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Fate is a primitive notion that makes no sense in a land of self-made men and women.

J. PETER EUBEN, "Pure Corruption"

Fate isn't good or bad; it's the outcome of any choice you make. Simply put, fate is reaping what we have sown into our life. It's a universal principle of life that God places before every one.

JOHN KIM, The Roadmap to True Love

The Book of Fate isn't already written. It's written every day.

BRAD MELTZER, The Book of Fate

Fate isn't sentient; it can't make decisions.

RICK CHIANTARETTO, Facade of Shadows

The working out of fate isn't just some large anonymous and separate natural system that surrounds you; ultimately, it is you, too. We're part of this world, inseparably; this means that all of your thoughts, dreams, urges, ideas, aren't just "yours"--they are the world's. They are the threads of fate. For all that, you are still the vehicle of their expression, and you bear responsibility for them.

ROBIN ARTISSON, The Flaming Circle

Fate isn't something you control; it's something you inherit.

JOSEPH J. LUCIANI, Self-Coaching

Fate isn't always failure ... Fate can be a blessing. For example, fate can be getting your eye poked out by the woman you're destined to fall in love with.


Fate isn't moral. Most people have the idea that they have the possibility to choose and have a free will. Ironically enough, these people only have the illusion that they can choose; in fact their future is already existing in their past.

ERIC DE VRIES, Hedge-Rider

What is Fate? Fate is the name given to the unfolding of all events, all worlds, realms, lives and powers, and the final end that awaits them, before they are regenerated at the hands of the Fate-weaver, who is the Old Veiled One.

ROBIN ARTISSON, The Flaming Circle

Fate isn't black or white, right or left. People aren't just plopped down and made to follow one route in life on the whims of the gods. If that were true, we'd have to say Hitler was only a victim of his own destiny, and therefore blameless ... We have decisions to make, actions to take, good ones and bad ones that make up the texture of our lives. Everything we do or don't do matters ... Everything counts at the end of the day ... we have a pattern to make. We have to see it through, try to find a way to complete it.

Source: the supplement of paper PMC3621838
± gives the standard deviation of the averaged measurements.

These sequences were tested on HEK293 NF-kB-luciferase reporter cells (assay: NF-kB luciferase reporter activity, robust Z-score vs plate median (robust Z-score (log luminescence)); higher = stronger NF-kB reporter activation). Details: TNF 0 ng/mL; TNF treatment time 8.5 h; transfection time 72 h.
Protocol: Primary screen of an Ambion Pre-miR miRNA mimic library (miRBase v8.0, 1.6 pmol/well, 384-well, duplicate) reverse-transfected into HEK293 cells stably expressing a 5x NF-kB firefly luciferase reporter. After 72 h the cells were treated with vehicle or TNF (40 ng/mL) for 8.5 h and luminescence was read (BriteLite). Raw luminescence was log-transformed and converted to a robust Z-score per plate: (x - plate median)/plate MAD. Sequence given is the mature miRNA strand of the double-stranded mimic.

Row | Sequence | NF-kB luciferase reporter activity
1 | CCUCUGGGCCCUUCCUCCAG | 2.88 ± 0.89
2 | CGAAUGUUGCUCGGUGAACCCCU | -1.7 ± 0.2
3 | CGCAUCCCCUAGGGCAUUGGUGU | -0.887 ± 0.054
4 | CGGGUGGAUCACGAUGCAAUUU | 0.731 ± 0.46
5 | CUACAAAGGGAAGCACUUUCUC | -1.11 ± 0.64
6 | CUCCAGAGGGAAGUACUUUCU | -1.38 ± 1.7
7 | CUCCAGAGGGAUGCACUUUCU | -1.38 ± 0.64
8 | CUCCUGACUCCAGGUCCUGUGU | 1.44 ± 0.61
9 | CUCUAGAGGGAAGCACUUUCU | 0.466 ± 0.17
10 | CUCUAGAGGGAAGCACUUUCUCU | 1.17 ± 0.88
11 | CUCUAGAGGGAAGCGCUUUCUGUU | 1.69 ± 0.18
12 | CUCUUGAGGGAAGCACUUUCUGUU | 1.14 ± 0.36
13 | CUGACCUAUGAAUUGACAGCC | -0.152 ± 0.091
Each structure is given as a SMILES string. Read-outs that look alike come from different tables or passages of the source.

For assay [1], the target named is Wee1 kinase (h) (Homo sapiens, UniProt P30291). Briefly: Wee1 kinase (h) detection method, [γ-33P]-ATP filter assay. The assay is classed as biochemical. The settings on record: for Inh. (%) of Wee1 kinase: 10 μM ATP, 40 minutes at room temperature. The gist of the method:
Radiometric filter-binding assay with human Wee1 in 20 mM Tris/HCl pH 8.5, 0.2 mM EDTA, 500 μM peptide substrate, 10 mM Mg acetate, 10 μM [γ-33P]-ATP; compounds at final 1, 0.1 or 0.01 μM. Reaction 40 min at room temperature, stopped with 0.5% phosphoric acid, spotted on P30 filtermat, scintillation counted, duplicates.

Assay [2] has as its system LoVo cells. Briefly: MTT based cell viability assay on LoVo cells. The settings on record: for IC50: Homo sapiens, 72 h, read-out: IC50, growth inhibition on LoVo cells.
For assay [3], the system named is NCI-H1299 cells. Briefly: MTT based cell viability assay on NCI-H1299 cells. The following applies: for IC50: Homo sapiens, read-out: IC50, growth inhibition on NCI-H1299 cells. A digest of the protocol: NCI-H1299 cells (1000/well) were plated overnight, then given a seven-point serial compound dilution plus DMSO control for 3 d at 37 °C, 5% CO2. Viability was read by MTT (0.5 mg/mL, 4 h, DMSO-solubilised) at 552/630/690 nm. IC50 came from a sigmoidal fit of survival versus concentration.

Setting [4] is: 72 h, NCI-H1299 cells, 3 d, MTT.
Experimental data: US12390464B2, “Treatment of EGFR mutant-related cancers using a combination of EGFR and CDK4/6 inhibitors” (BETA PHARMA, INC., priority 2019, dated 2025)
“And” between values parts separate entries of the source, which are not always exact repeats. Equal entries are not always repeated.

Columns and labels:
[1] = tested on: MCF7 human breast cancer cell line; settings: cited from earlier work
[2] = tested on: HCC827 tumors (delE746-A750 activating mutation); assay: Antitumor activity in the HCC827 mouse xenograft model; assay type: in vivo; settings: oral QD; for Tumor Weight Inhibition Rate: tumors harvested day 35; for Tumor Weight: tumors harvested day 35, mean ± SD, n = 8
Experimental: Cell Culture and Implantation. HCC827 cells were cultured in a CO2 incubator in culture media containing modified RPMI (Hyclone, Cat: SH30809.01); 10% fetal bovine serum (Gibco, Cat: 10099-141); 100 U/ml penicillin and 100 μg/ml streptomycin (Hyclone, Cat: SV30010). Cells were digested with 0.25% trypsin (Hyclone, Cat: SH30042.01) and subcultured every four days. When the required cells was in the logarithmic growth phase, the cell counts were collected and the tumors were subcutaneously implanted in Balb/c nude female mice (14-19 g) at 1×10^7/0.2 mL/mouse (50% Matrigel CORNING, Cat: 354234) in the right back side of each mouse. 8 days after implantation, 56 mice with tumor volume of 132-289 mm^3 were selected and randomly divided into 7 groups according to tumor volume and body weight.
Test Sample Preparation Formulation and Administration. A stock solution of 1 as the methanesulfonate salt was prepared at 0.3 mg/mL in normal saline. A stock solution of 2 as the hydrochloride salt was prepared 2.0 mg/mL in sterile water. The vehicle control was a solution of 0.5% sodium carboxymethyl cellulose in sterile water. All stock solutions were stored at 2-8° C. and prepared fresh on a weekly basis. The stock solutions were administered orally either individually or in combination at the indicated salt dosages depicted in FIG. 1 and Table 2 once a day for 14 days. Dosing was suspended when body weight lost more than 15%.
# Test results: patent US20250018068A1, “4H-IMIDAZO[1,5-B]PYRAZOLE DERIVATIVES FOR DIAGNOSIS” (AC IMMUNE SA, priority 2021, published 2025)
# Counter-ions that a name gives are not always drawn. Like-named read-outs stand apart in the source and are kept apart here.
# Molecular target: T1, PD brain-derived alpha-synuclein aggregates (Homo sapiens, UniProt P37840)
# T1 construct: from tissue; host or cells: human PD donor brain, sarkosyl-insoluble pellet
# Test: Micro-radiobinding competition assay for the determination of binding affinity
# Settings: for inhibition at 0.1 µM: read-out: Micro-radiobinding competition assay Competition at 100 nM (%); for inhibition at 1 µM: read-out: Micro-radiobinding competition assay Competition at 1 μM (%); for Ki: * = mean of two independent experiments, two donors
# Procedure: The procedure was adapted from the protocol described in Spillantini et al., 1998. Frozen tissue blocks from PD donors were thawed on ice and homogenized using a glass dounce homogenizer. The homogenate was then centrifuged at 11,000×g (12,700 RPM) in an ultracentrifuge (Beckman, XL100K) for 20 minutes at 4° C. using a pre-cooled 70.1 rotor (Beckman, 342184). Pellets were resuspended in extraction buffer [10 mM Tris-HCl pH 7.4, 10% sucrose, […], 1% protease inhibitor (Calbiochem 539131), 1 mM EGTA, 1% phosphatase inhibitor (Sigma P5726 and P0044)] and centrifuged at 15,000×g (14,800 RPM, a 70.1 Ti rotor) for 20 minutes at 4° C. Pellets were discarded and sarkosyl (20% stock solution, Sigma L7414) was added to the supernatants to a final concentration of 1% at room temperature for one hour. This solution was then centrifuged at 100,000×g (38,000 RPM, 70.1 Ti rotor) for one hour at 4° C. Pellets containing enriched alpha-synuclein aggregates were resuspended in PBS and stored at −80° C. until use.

Perhaps fate isn't blind after all. Perhaps it's capable of fantasy, even compassion.

ELIE WIESEL, The Time of the Uprooted

Our fate isn't in the hands of some non-existent Lady Luck. We don't need rabbit feet to bring good luck and keep bad luck away. God has promised that if we love and trust him, that he will lead us the way we should go.

ED STRAUSS, The 2:52 Ultimate Devo for Boys

Why should we try to shield people from fate? Isn't that always wrong? One is fated to be born the child of a certain father, and one can no more escape the consequences of his father's misdeeds than the doer himself can. Perhaps the pain and the shame come from the wish and the attempt to do so, more than from the fact itself. The sins of the fathers shall be visited upon the children. But the children are innocent of evil, and this visitation must be for their good, and will be, if they bear it willingly.

WILLIAM DEAN HOWELLS, A Pair of Patient Lovers

There is a dark fate that awaits the wicked, when the consequences of their deeds are revealed; there is a brighter fate, a fate of peace, rest, knowledge, and honor for those who have struggled to live life well and with nobility and wisdom. In this, you must always trust. These dark mysteries of consequence belong to the Underworld, to the Fate-weaver herself, and the powerful king below, and they are not often spoken of. Whatever becomes of each of the journeying dead, it is for them to know and endure. The lesson here is that we should always strive to live well, and with clean intentions.

ROBIN ARTISSON, The Flaming Circle